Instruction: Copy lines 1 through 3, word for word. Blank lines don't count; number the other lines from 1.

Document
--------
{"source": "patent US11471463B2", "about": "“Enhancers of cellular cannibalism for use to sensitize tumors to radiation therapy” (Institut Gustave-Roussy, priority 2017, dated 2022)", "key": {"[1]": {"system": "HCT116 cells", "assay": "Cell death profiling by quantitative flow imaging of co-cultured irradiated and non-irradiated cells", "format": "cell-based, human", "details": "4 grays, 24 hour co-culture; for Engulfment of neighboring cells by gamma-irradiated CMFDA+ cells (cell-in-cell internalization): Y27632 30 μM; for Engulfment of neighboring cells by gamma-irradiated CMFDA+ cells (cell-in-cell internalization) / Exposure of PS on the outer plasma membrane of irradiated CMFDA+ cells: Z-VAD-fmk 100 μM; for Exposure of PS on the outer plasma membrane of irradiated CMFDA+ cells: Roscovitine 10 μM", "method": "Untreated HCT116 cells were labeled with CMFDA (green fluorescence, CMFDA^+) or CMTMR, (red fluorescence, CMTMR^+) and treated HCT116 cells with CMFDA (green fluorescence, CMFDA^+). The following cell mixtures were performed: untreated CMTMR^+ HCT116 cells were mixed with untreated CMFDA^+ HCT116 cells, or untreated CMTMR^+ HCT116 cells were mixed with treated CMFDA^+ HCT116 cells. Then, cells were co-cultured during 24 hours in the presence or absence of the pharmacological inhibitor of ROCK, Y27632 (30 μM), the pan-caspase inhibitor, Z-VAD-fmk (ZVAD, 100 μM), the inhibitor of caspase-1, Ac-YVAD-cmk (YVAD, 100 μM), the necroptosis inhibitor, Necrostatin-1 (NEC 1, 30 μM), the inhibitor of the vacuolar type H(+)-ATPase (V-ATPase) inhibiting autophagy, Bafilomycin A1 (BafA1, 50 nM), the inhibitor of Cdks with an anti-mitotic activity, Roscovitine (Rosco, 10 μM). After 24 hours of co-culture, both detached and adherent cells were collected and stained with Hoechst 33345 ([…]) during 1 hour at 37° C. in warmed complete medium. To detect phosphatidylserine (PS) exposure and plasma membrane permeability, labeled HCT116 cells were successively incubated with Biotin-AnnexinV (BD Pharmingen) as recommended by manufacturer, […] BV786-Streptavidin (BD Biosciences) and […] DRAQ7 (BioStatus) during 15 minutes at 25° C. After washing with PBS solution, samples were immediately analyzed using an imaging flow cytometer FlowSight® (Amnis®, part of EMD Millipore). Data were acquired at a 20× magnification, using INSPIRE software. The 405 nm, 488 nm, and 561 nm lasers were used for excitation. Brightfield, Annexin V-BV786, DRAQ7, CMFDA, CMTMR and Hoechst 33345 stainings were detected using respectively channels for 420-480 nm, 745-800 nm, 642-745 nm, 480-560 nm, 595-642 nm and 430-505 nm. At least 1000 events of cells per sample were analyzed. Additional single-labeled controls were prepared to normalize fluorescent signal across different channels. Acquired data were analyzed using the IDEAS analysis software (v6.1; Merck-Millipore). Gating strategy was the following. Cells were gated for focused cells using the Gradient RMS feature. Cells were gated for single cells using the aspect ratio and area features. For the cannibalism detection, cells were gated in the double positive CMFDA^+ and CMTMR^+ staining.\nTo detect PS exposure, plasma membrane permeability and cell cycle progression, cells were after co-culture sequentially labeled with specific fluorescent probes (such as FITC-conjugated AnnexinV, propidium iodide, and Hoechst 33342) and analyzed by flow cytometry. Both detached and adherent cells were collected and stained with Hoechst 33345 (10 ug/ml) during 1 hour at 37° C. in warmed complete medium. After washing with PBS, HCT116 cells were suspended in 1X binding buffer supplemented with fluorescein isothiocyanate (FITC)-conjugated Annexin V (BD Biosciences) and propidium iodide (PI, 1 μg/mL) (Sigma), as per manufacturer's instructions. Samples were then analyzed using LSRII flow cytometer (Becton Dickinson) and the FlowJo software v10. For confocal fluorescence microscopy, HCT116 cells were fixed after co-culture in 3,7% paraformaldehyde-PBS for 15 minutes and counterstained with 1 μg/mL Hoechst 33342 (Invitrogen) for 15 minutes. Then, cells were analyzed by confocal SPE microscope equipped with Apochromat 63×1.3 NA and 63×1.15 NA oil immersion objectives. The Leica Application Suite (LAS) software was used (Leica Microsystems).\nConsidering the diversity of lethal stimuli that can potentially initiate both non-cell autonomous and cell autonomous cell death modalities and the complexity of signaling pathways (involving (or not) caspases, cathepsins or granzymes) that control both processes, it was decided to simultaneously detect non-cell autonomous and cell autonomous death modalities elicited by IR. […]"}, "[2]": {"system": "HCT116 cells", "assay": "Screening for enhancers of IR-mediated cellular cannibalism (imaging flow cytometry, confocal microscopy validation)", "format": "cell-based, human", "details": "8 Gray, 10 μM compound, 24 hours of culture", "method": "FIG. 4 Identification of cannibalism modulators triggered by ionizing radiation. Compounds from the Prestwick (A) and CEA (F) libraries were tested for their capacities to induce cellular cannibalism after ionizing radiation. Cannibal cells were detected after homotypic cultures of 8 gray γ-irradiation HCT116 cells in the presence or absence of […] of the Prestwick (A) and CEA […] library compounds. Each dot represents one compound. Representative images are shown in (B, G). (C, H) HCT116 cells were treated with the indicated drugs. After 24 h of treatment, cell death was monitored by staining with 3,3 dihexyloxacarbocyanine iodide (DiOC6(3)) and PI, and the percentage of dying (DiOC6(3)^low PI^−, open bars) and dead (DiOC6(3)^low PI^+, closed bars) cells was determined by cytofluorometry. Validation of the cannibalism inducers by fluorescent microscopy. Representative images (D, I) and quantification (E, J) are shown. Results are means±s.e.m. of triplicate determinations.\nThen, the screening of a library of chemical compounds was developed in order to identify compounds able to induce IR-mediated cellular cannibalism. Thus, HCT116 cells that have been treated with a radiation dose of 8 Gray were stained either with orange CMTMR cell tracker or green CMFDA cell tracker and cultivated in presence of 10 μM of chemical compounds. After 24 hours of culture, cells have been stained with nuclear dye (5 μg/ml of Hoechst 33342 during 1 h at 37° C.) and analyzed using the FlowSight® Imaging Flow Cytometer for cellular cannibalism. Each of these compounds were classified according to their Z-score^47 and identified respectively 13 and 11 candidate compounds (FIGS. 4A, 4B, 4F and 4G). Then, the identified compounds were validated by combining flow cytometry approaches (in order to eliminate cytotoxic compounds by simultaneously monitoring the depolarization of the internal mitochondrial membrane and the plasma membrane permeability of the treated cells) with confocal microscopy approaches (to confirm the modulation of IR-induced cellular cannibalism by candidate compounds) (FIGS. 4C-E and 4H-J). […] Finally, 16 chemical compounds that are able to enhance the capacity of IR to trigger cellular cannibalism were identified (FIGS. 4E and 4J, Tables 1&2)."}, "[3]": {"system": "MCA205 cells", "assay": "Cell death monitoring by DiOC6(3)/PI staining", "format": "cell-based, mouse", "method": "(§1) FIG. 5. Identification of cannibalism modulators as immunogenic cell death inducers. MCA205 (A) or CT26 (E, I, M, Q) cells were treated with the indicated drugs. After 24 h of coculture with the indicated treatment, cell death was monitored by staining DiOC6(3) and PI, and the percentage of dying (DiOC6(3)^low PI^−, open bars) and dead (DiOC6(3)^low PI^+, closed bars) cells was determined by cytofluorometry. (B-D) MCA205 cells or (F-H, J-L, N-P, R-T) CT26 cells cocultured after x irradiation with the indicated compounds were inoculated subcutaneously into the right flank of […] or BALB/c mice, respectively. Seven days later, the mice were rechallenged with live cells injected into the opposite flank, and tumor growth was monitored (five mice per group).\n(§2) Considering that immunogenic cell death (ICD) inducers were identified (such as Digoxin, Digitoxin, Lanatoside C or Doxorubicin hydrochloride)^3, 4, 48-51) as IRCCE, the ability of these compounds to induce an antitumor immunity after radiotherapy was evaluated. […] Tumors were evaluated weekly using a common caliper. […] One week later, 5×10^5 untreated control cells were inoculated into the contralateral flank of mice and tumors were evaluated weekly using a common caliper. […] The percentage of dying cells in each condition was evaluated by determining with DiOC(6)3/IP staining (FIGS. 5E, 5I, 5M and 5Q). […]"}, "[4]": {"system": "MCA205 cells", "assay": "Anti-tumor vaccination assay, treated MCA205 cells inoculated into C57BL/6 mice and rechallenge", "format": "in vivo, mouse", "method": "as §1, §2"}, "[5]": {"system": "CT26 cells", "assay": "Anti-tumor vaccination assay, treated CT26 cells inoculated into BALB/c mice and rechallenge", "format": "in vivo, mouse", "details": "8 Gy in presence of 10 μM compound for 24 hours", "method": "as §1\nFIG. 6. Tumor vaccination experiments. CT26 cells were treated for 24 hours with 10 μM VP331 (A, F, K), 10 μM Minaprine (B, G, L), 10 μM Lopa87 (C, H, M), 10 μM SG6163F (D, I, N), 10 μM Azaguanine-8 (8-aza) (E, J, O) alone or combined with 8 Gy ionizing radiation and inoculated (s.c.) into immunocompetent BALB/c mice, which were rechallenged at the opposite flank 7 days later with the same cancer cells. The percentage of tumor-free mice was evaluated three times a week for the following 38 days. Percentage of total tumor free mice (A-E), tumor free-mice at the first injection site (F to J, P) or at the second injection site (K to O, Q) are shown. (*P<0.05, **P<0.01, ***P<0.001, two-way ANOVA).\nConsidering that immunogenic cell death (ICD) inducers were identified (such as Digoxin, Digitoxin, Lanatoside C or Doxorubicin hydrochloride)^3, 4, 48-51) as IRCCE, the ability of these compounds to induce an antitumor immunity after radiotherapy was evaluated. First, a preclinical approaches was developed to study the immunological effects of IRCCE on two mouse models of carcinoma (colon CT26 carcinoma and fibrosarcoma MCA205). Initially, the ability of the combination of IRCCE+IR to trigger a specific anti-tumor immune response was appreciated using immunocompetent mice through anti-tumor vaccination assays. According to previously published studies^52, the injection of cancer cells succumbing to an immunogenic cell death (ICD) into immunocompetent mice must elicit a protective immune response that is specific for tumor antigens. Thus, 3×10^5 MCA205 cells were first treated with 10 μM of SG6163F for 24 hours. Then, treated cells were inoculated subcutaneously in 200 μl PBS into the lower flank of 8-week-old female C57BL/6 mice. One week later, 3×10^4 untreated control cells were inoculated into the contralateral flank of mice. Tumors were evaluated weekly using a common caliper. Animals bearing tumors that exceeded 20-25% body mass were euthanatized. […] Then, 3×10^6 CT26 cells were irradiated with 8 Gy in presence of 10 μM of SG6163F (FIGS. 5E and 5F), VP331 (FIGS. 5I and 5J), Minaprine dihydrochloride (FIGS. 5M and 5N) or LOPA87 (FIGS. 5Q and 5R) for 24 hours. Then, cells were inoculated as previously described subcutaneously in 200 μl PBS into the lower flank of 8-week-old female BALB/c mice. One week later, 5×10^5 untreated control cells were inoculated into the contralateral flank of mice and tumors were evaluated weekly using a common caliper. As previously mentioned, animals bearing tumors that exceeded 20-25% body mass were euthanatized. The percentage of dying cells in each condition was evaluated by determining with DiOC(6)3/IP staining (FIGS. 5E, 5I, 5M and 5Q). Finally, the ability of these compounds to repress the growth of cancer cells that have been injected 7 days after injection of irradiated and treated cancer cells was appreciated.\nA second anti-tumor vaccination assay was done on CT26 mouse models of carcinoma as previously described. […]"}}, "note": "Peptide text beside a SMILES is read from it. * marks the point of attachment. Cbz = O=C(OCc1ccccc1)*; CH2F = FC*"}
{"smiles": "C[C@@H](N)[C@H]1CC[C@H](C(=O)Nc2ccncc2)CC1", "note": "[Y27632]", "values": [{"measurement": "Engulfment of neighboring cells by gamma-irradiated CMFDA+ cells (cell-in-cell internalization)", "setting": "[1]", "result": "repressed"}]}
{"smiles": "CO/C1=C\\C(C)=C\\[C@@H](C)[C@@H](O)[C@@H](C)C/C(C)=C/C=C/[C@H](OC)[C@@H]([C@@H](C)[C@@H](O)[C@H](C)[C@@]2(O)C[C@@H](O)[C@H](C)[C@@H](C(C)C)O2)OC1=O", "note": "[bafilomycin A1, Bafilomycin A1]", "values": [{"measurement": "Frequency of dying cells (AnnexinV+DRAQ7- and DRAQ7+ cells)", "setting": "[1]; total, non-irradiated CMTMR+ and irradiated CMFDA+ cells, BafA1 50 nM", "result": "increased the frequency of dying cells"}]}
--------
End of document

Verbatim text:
{"source": "patent US11471463B2", "about": "“Enhancers of cellular cannibalism for use to sensitize tumors to radiation therapy” (Institut Gustave-Roussy, priority 2017, dated 2022)", "key": {"[1]": {"system": "HCT116 cells", "assay": "Cell death profiling by quantitative flow imaging of co-cultured irradiated and non-irradiated cells", "format": "cell-based, human", "details": "4 grays, 24 hour co-culture; for Engulfment of neighboring cells by gamma-irradiated CMFDA+ cells (cell-in-cell internalization): Y27632 30 μM; for Engulfment of neighboring cells by gamma-irradiated CMFDA+ cells (cell-in-cell internalization) / Exposure of PS on the outer plasma membrane of irradiated CMFDA+ cells: Z-VAD-fmk 100 μM; for Exposure of PS on the outer plasma membrane of irradiated CMFDA+ cells: Roscovitine 10 μM", "method": "Untreated HCT116 cells were labeled with CMFDA (green fluorescence, CMFDA^+) or CMTMR, (red fluorescence, CMTMR^+) and treated HCT116 cells with CMFDA (green fluorescence, CMFDA^+). The following cell mixtures were performed: untreated CMTMR^+ HCT116 cells were mixed with untreated CMFDA^+ HCT116 cells, or untreated CMTMR^+ HCT116 cells were mixed with treated CMFDA^+ HCT116 cells. Then, cells were co-cultured during 24 hours in the presence or absence of the pharmacological inhibitor of ROCK, Y27632 (30 μM), the pan-caspase inhibitor, Z-VAD-fmk (ZVAD, 100 μM), the inhibitor of caspase-1, Ac-YVAD-cmk (YVAD, 100 μM), the necroptosis inhibitor, Necrostatin-1 (NEC 1, 30 μM), the inhibitor of the vacuolar type H(+)-ATPase (V-ATPase) inhibiting autophagy, Bafilomycin A1 (BafA1, 50 nM), the inhibitor of Cdks with an anti-mitotic activity, Roscovitine (Rosco, 10 μM). After 24 hours of co-culture, both detached and adherent cells were collected and stained with Hoechst 33345 ([…]) during 1 hour at 37° C. in warmed complete medium. To detect phosphatidylserine (PS) exposure and plasma membrane permeability, labeled HCT116 cells were successively incubated with Biotin-AnnexinV (BD Pharmingen) as recommended by manufacturer, […] BV786-Streptavidin (BD Biosciences) and […] DRAQ7 (BioStatus) during 15 minutes at 25° C. After washing with PBS solution, samples were immediately analyzed using an imaging flow cytometer FlowSight® (Amnis®, part of EMD Millipore). Data were acquired at a 20× magnification, using INSPIRE software. The 405 nm, 488 nm, and 561 nm lasers were used for excitation. Brightfield, Annexin V-BV786, DRAQ7, CMFDA, CMTMR and Hoechst 33345 stainings were detected using respectively channels for 420-480 nm, 745-800 nm, 642-745 nm, 480-560 nm, 595-642 nm and 430-505 nm. At least 1000 events of cells per sample were analyzed. Additional single-labeled controls were prepared to normalize fluorescent signal across different channels. Acquired data were analyzed using the IDEAS analysis software (v6.1; Merck-Millipore). Gating strategy was the following. Cells were gated for focused cells using the Gradient RMS feature. Cells were gated for single cells using the aspect ratio and area features. For the cannibalism detection, cells were gated in the double positive CMFDA^+ and CMTMR^+ staining.\nTo detect PS exposure, plasma membrane permeability and cell cycle progression, cells were after co-culture sequentially labeled with specific fluorescent probes (such as FITC-conjugated AnnexinV, propidium iodide, and Hoechst 33342) and analyzed by flow cytometry. Both detached and adherent cells were collected and stained with Hoechst 33345 (10 ug/ml) during 1 hour at 37° C. in warmed complete medium. After washing with PBS, HCT116 cells were suspended in 1X binding buffer supplemented with fluorescein isothiocyanate (FITC)-conjugated Annexin V (BD Biosciences) and propidium iodide (PI, 1 μg/mL) (Sigma), as per manufacturer's instructions. Samples were then analyzed using LSRII flow cytometer (Becton Dickinson) and the FlowJo software v10. For confocal fluorescence microscopy, HCT116 cells were fixed after co-culture in 3,7% paraformaldehyde-PBS for 15 minutes and counterstained with 1 μg/mL Hoechst 33342 (Invitrogen) for 15 minutes. Then, cells were analyzed by confocal SPE microscope equipped with Apochromat 63×1.3 NA and 63×1.15 NA oil immersion objectives. The Leica Application Suite (LAS) software was used (Leica Microsystems).\nConsidering the diversity of lethal stimuli that can potentially initiate both non-cell autonomous and cell autonomous cell death modalities and the complexity of signaling pathways (involving (or not) caspases, cathepsins or granzymes) that control both processes, it was decided to simultaneously detect non-cell autonomous and cell autonomous death modalities elicited by IR. […]"}, "[2]": {"system": "HCT116 cells", "assay": "Screening for enhancers of IR-mediated cellular cannibalism (imaging flow cytometry, confocal microscopy validation)", "format": "cell-based, human", "details": "8 Gray, 10 μM compound, 24 hours of culture", "method": "FIG. 4 Identification of cannibalism modulators triggered by ionizing radiation. Compounds from the Prestwick (A) and CEA (F) libraries were tested for their capacities to induce cellular cannibalism after ionizing radiation. Cannibal cells were detected after homotypic cultures of 8 gray γ-irradiation HCT116 cells in the presence or absence of […] of the Prestwick (A) and CEA […] library compounds. Each dot represents one compound. Representative images are shown in (B, G). (C, H) HCT116 cells were treated with the indicated drugs. After 24 h of treatment, cell death was monitored by staining with 3,3 dihexyloxacarbocyanine iodide (DiOC6(3)) and PI, and the percentage of dying (DiOC6(3)^low PI^−, open bars) and dead (DiOC6(3)^low PI^+, closed bars) cells was determined by cytofluorometry. Validation of the cannibalism inducers by fluorescent microscopy. Representative images (D, I) and quantification (E, J) are shown. Results are means±s.e.m. of triplicate determinations.\nThen, the screening of a library of chemical compounds was developed in order to identify compounds able to induce IR-mediated cellular cannibalism. Thus, HCT116 cells that have been treated with a radiation dose of 8 Gray were stained either with orange CMTMR cell tracker or green CMFDA cell tracker and cultivated in presence of 10 μM of chemical compounds. After 24 hours of culture, cells have been stained with nuclear dye (5 μg/ml of Hoechst 33342 during 1 h at 37° C.) and analyzed using the FlowSight® Imaging Flow Cytometer for cellular cannibalism. Each of these compounds were classified according to their Z-score^47 and identified respectively 13 and 11 candidate compounds (FIGS. 4A, 4B, 4F and 4G). Then, the identified compounds were validated by combining flow cytometry approaches (in order to eliminate cytotoxic compounds by simultaneously monitoring the depolarization of the internal mitochondrial membrane and the plasma membrane permeability of the treated cells) with confocal microscopy approaches (to confirm the modulation of IR-induced cellular cannibalism by candidate compounds) (FIGS. 4C-E and 4H-J). […] Finally, 16 chemical compounds that are able to enhance the capacity of IR to trigger cellular cannibalism were identified (FIGS. 4E and 4J, Tables 1&2)."}, "[3]": {"system": "MCA205 cells", "assay": "Cell death monitoring by DiOC6(3)/PI staining", "format": "cell-based, mouse", "method": "(§1) FIG. 5. Identification of cannibalism modulators as immunogenic cell death inducers. MCA205 (A) or CT26 (E, I, M, Q) cells were treated with the indicated drugs. After 24 h of coculture with the indicated treatment, cell death was monitored by staining DiOC6(3) and PI, and the percentage of dying (DiOC6(3)^low PI^−, open bars) and dead (DiOC6(3)^low PI^+, closed bars) cells was determined by cytofluorometry. (B-D) MCA205 cells or (F-H, J-L, N-P, R-T) CT26 cells cocultured after x irradiation with the indicated compounds were inoculated subcutaneously into the right flank of […] or BALB/c mice, respectively. Seven days later, the mice were rechallenged with live cells injected into the opposite flank, and tumor growth was monitored (five mice per group).\n(§2) Considering that immunogenic cell death (ICD) inducers were identified (such as Digoxin, Digitoxin, Lanatoside C or Doxorubicin hydrochloride)^3, 4, 48-51) as IRCCE, the ability of these compounds to induce an antitumor immunity after radiotherapy was evaluated. […] Tumors were evaluated weekly using a common caliper. […] One week later, 5×10^5 untreated control cells were inoculated into the contralateral flank of mice and tumors were evaluated weekly using a common caliper. […] The percentage of dying cells in each condition was evaluated by determining with DiOC(6)3/IP staining (FIGS. 5E, 5I, 5M and 5Q). […]"}, "[4]": {"system": "MCA205 cells", "assay": "Anti-tumor vaccination assay, treated MCA205 cells inoculated into C57BL/6 mice and rechallenge", "format": "in vivo, mouse", "method": "as §1, §2"}, "[5]": {"system": "CT26 cells", "assay": "Anti-tumor vaccination assay, treated CT26 cells inoculated into BALB/c mice and rechallenge", "format": "in vivo, mouse", "details": "8 Gy in presence of 10 μM compound for 24 hours", "method": "as §1\nFIG. 6. Tumor vaccination experiments. CT26 cells were treated for 24 hours with 10 μM VP331 (A, F, K), 10 μM Minaprine (B, G, L), 10 μM Lopa87 (C, H, M), 10 μM SG6163F (D, I, N), 10 μM Azaguanine-8 (8-aza) (E, J, O) alone or combined with 8 Gy ionizing radiation and inoculated (s.c.) into immunocompetent BALB/c mice, which were rechallenged at the opposite flank 7 days later with the same cancer cells. The percentage of tumor-free mice was evaluated three times a week for the following 38 days. Percentage of total tumor free mice (A-E), tumor free-mice at the first injection site (F to J, P) or at the second injection site (K to O, Q) are shown. (*P<0.05, **P<0.01, ***P<0.001, two-way ANOVA).\nConsidering that immunogenic cell death (ICD) inducers were identified (such as Digoxin, Digitoxin, Lanatoside C or Doxorubicin hydrochloride)^3, 4, 48-51) as IRCCE, the ability of these compounds to induce an antitumor immunity after radiotherapy was evaluated. First, a preclinical approaches was developed to study the immunological effects of IRCCE on two mouse models of carcinoma (colon CT26 carcinoma and fibrosarcoma MCA205). Initially, the ability of the combination of IRCCE+IR to trigger a specific anti-tumor immune response was appreciated using immunocompetent mice through anti-tumor vaccination assays. According to previously published studies^52, the injection of cancer cells succumbing to an immunogenic cell death (ICD) into immunocompetent mice must elicit a protective immune response that is specific for tumor antigens. Thus, 3×10^5 MCA205 cells were first treated with 10 μM of SG6163F for 24 hours. Then, treated cells were inoculated subcutaneously in 200 μl PBS into the lower flank of 8-week-old female C57BL/6 mice. One week later, 3×10^4 untreated control cells were inoculated into the contralateral flank of mice. Tumors were evaluated weekly using a common caliper. Animals bearing tumors that exceeded 20-25% body mass were euthanatized. […] Then, 3×10^6 CT26 cells were irradiated with 8 Gy in presence of 10 μM of SG6163F (FIGS. 5E and 5F), VP331 (FIGS. 5I and 5J), Minaprine dihydrochloride (FIGS. 5M and 5N) or LOPA87 (FIGS. 5Q and 5R) for 24 hours. Then, cells were inoculated as previously described subcutaneously in 200 μl PBS into the lower flank of 8-week-old female BALB/c mice. One week later, 5×10^5 untreated control cells were inoculated into the contralateral flank of mice and tumors were evaluated weekly using a common caliper. As previously mentioned, animals bearing tumors that exceeded 20-25% body mass were euthanatized. The percentage of dying cells in each condition was evaluated by determining with DiOC(6)3/IP staining (FIGS. 5E, 5I, 5M and 5Q). Finally, the ability of these compounds to repress the growth of cancer cells that have been injected 7 days after injection of irradiated and treated cancer cells was appreciated.\nA second anti-tumor vaccination assay was done on CT26 mouse models of carcinoma as previously described. […]"}}, "note": "Peptide text beside a SMILES is read from it. * marks the point of attachment. Cbz = O=C(OCc1ccccc1)*; CH2F = FC*"}
{"smiles": "C[C@@H](N)[C@H]1CC[C@H](C(=O)Nc2ccncc2)CC1", "note": "[Y27632]", "values": [{"measurement": "Engulfment of neighboring cells by gamma-irradiated CMFDA+ cells (cell-in-cell internalization)", "setting": "[1]", "result": "repressed"}]}
{"smiles": "CO/C1=C\\C(C)=C\\[C@@H](C)[C@@H](O)[C@@H](C)C/C(C)=C/C=C/[C@H](OC)[C@@H]([C@@H](C)[C@@H](O)[C@H](C)[C@@]2(O)C[C@@H](O)[C@H](C)[C@@H](C(C)C)O2)OC1=O", "note": "[bafilomycin A1, Bafilomycin A1]", "values": [{"measurement": "Frequency of dying cells (AnnexinV+DRAQ7- and DRAQ7+ cells)", "setting": "[1]; total, non-irradiated CMTMR+ and irradiated CMFDA+ cells, BafA1 50 nM", "result": "increased the frequency of dying cells"}]}